This article argues that society places excessive value on extroversion while assuming that expression of introverted traits is necessarily a bad thing. In response, it explains “why the world needs introverts.”
We live with a value system that I call the Extrovert Ideal – the omnipresent belief that the ideal self is gregarious, alpha and comfortable in the spotlight. The archetypal extrovert prefers action to contemplation, risk-taking to heed-taking, certainty to doubt. He or she favours quick decisions, even at the risk of being wrong; works well in teams and socialises in groups. We like to think that we value individuality, but all too often we admire one type of individual – the kind who is comfortable “putting himself out there”.
Of course, sometimes contemplation has value over action, heed-taking over risk-taking, and doubt over certainty (just ask Richard Feynman about that last one). But is it not always better to be comfortable rather than uncomfortable? I think even introverts would agree that being “uncomfortable in the spotlight” or “uncomfortable putting himself out there” is not such a good thing.
The greatest strength of this article is in its understanding that introversion is not worse than extroversion, nor should we assume—as people usually do—that everyone is an extrovert, or that introverts merely need to be “converted.” People can become more or less sociable, and of course behave differently in different circumstances, but most people cannot make such a dramatic shift as society often expects.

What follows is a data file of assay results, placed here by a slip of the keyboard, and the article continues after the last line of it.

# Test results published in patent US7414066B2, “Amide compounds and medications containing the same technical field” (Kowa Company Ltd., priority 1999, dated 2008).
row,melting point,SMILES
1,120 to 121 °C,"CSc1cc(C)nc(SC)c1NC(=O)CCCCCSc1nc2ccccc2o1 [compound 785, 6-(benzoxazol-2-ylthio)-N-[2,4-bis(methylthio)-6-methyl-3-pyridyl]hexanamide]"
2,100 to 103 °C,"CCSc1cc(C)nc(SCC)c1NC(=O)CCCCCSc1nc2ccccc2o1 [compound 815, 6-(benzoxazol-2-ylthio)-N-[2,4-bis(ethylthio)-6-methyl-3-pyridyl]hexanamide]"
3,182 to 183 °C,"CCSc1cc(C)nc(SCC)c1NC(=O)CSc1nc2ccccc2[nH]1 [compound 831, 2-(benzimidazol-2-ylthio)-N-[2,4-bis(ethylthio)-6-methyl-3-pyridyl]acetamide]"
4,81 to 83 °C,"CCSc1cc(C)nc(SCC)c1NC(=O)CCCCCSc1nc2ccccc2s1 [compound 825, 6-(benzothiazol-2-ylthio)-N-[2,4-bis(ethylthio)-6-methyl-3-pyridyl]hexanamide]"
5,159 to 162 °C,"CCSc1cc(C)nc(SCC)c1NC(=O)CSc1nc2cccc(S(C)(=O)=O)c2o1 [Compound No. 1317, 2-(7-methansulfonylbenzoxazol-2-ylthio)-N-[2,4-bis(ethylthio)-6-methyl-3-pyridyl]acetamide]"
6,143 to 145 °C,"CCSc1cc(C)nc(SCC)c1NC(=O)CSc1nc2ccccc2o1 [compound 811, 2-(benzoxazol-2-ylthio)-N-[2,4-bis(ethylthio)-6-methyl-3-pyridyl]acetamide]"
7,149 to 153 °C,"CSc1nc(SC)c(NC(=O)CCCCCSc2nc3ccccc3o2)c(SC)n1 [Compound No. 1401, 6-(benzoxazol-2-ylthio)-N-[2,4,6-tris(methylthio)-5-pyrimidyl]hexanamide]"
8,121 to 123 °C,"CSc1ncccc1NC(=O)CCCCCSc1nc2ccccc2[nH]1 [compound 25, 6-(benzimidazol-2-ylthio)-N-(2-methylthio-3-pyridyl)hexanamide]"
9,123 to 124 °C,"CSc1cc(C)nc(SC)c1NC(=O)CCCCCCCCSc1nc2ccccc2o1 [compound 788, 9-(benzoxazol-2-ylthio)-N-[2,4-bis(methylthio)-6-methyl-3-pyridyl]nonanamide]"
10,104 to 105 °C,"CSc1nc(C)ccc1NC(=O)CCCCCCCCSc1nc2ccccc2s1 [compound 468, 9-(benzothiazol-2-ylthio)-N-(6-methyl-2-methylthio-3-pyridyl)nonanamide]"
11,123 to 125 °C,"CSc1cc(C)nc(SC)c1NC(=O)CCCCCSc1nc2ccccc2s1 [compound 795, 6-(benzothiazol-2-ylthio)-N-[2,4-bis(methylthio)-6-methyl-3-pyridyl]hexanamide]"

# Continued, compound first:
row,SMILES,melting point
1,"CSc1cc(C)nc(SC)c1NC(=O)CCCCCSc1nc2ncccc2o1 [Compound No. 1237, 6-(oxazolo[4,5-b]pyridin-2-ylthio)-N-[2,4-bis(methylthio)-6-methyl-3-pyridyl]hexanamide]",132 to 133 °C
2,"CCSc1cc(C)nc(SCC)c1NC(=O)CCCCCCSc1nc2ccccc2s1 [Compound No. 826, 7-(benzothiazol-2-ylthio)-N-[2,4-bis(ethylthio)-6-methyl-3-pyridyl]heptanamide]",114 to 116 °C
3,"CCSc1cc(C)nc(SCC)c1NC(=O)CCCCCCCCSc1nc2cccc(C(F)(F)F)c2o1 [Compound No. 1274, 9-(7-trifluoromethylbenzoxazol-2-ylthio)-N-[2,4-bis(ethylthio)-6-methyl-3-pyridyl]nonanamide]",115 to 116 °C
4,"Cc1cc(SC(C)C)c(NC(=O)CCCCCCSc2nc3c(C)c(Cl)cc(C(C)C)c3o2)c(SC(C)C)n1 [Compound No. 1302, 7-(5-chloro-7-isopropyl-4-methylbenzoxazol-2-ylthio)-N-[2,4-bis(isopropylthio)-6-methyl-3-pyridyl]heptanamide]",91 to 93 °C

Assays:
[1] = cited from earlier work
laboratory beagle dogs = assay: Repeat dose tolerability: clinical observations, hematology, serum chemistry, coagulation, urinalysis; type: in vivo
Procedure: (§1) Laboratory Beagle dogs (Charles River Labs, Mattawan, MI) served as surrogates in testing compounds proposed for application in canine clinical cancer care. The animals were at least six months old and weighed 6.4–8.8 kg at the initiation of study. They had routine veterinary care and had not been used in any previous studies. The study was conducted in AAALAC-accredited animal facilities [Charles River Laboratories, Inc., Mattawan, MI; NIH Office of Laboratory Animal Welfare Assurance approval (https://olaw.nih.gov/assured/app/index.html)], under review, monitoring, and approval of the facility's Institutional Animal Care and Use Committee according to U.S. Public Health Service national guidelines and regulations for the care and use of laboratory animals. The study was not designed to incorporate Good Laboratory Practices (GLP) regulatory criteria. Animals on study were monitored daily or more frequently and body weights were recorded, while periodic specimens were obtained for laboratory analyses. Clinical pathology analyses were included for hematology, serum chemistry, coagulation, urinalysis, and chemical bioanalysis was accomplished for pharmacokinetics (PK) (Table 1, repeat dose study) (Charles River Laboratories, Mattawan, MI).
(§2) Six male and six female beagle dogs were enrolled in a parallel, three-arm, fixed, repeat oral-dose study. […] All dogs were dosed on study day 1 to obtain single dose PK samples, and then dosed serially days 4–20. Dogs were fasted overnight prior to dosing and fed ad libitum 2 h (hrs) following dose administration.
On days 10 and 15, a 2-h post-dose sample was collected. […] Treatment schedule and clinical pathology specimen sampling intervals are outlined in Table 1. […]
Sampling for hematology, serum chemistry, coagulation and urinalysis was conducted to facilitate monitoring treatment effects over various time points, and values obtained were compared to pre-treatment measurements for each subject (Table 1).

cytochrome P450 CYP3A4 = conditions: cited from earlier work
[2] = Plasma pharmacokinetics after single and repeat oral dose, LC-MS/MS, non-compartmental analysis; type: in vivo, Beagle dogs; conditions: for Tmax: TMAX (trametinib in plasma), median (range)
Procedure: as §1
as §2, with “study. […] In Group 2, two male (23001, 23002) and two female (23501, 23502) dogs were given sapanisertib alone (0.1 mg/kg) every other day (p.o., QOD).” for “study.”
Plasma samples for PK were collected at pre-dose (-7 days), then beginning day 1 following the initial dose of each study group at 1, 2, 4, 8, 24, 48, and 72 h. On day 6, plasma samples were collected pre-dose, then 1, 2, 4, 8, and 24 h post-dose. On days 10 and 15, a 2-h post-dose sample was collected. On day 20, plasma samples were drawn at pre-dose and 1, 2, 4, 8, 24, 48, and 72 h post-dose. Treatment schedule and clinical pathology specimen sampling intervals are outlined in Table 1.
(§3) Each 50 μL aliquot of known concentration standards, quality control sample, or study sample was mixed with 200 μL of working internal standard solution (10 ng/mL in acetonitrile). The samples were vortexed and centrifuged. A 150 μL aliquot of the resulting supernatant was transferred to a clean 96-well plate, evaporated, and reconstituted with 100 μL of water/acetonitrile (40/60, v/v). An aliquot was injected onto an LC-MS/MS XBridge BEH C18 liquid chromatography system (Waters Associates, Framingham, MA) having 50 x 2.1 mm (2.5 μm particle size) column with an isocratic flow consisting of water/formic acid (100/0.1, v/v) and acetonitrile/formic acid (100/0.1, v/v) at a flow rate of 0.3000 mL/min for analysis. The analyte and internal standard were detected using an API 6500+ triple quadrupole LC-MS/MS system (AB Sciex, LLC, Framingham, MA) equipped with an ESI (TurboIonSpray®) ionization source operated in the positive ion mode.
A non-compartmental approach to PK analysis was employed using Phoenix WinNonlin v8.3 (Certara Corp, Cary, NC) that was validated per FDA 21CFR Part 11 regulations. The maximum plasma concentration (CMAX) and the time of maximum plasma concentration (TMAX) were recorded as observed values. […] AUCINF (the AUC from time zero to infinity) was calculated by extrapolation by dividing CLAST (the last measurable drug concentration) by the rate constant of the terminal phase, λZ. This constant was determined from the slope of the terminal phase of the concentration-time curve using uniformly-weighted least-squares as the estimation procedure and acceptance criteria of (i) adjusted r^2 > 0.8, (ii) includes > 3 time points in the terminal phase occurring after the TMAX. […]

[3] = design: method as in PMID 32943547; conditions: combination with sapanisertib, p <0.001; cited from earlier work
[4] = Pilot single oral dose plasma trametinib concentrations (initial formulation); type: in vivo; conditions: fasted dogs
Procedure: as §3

We often place unreasonable expectations on introverts:
[Y]ou might still feel a pang of guilt when you decline a dinner invitation in favour of a good book. Or maybe you like to eat alone in restaurants and could do without the pitying looks from fellow diners. Or you’re told that you’re “in your head too much,” a phrase that’s often deployed against the quiet and cerebral.
Many people simply fail to understand that such behaviors are not weird or a sign that something is wrong. Not only is it perfectly normal to prefer a book to dinner with friends; in many cases, the former choice adds more value to one’s life. Where would we be if Einstein, instead of staying home to teach himself calculus, had gone partying every night?
Of course, one makes many choices throughout life, and some of these choices will always tend toward extroversion. But it is a mistake to think that they all should.